Should The San Francisco 49ers Franchise Tag Donte Whitner?
Beginning on Monday, all 32 NFL teams entered a two-week window where they can place the franchise tag on players on their squad who enter this offseason as free agents. During the next two weeks, the San Francisco 49ers will not have to deal with the drama that say the New Orleans Saints are certain to face if they use the franchise tag on one Jimmy Graham, but that does not mean that the 49ers will be free of having to make a decision.
The player most mentioned as being potentially franchise tagged by the 49ers is safety Donte Whitner. While Whitner is an All-Pro safety and just barely going to turn 30, one would assume that he is in line for a nice payday. The question at hand is whether or not the 49ers should franchise the safety.
Looking at what it would cost if the 49ers placed the franchise tag on Whitner and depending on what the final 2014 salary cap number ends up being, it would be anywhere between $8-$8.11 million which would take up around 6.34 percent of the cap. Although not as steep as what it would cost to franchise a player at another position, for a safety it is still a decent sized number, especially for a player who is not the best player on that defense.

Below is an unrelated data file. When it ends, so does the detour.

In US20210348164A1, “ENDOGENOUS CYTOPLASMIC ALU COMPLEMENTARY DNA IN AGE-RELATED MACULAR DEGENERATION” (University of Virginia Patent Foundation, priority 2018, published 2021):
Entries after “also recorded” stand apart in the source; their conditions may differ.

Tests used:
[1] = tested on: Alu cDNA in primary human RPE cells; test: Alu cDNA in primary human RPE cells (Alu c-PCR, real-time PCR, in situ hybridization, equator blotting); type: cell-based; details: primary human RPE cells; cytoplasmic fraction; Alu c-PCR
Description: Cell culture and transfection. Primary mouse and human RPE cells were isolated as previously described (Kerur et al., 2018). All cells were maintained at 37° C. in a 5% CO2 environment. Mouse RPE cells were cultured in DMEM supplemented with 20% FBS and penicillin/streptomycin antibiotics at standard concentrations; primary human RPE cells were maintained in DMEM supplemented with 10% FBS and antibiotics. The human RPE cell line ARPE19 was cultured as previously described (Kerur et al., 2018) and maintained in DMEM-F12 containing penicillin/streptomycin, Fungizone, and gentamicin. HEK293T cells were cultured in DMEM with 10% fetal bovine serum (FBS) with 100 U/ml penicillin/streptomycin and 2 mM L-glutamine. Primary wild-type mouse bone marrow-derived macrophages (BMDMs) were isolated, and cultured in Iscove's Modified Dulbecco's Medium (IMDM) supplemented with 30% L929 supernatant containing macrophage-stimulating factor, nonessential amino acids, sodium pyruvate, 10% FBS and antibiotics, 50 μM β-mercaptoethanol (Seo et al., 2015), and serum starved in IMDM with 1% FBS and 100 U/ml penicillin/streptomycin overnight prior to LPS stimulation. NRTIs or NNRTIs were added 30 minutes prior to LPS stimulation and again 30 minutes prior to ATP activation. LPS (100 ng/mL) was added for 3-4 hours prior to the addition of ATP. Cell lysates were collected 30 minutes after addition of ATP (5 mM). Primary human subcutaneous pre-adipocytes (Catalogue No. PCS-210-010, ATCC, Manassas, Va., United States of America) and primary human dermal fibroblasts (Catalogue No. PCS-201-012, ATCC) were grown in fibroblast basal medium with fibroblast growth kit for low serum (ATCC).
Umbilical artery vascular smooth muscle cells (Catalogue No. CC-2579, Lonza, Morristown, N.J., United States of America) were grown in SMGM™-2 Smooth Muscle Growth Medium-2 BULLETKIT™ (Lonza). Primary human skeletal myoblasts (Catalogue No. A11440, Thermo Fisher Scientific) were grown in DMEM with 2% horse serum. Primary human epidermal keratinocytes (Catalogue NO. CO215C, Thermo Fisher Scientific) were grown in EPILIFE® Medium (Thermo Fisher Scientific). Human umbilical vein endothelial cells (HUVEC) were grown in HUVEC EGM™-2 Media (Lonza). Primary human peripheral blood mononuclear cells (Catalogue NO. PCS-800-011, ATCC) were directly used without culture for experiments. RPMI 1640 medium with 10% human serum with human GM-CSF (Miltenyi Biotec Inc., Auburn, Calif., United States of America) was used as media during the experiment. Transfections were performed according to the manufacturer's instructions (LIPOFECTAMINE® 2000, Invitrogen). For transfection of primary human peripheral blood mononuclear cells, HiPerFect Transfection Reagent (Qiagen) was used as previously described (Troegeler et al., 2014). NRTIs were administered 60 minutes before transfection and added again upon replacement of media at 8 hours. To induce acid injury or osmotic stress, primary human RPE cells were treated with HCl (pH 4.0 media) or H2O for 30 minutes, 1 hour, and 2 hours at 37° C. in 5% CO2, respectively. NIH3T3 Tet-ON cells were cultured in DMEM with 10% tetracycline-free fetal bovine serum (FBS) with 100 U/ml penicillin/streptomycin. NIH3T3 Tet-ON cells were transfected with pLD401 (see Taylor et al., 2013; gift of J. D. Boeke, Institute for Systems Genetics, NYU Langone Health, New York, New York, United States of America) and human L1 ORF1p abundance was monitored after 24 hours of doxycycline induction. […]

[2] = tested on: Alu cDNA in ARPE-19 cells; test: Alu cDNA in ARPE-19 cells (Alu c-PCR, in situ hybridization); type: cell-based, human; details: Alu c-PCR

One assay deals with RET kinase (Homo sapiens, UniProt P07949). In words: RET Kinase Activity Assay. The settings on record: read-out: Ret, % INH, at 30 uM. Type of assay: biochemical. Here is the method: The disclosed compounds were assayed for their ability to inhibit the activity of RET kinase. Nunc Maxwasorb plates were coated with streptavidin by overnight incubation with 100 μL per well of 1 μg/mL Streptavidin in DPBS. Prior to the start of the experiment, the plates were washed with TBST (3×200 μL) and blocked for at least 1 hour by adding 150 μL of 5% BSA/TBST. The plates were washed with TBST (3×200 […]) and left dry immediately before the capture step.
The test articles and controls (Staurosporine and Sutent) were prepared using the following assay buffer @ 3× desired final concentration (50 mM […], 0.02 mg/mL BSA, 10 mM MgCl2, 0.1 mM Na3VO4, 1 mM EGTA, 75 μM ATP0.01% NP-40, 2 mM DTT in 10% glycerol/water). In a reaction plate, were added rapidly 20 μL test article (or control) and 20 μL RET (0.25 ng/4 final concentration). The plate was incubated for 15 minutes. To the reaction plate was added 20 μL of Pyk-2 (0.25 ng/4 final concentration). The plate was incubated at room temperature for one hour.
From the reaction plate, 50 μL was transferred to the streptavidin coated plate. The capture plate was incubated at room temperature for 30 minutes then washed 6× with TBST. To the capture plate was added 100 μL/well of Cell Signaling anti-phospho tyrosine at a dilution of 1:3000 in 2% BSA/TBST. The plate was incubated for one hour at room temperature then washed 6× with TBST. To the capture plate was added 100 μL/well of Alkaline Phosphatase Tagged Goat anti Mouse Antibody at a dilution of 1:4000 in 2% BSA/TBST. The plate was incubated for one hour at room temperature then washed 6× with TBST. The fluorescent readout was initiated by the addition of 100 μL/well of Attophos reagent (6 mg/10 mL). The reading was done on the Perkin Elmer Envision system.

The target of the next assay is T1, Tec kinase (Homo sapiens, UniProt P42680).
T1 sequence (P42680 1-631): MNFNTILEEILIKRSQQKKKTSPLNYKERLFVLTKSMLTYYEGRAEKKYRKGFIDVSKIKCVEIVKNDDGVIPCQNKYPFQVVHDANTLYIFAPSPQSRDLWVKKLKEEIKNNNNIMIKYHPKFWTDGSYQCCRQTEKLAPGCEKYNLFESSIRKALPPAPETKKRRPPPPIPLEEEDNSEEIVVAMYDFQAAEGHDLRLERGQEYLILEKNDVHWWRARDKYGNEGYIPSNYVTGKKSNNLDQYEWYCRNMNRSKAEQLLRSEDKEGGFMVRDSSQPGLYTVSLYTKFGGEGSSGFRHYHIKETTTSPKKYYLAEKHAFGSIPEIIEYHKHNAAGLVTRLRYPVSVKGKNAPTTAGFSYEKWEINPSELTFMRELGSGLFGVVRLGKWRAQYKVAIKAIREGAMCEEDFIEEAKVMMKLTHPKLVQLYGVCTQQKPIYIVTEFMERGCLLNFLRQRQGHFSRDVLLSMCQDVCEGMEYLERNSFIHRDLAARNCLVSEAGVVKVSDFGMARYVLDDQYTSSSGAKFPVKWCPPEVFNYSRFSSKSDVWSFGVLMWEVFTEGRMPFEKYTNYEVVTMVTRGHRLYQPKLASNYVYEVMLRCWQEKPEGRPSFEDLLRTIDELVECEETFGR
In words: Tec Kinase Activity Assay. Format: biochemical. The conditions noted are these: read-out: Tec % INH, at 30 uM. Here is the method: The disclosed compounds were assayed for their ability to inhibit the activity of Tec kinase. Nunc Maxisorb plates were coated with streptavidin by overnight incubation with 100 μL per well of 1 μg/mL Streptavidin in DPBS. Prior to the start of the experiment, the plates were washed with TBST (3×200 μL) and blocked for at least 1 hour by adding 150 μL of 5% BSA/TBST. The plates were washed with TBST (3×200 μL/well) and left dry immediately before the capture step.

Taking into account then what it would cost along with where Whitner falls on the 49ers’ pecking order, it becomes clear that the 49ers should not and are not likely to franchise tag the safety. For starters, every dollar the 49ers spend on a player who does not fit into the mold of being a young core player takes away from what the 49ers can offer the likes of Colin Kaepernick, Michael Crabtree, Mike Iupati and Aldon Smith. Therefore franchise tagging a player who can be expendable makes little to no sense.
In addition to looking towards the future, the 49ers can look to the recent past for evidence on why not tagging Whitner is a logical choice. Last offseason, the 49ers refused to franchise tag safety Dashon Goldson for a second year running in large part due to the fact they would have paid him $7.45 million. Given Whitner is as good and probably just a bit better than Goldson, it is hard to see the 49ers willing to pay Whitner that extra $450,000-$600,000 for a comparable player who in the end is highly unlikely to settle for anything short of a three-year contract.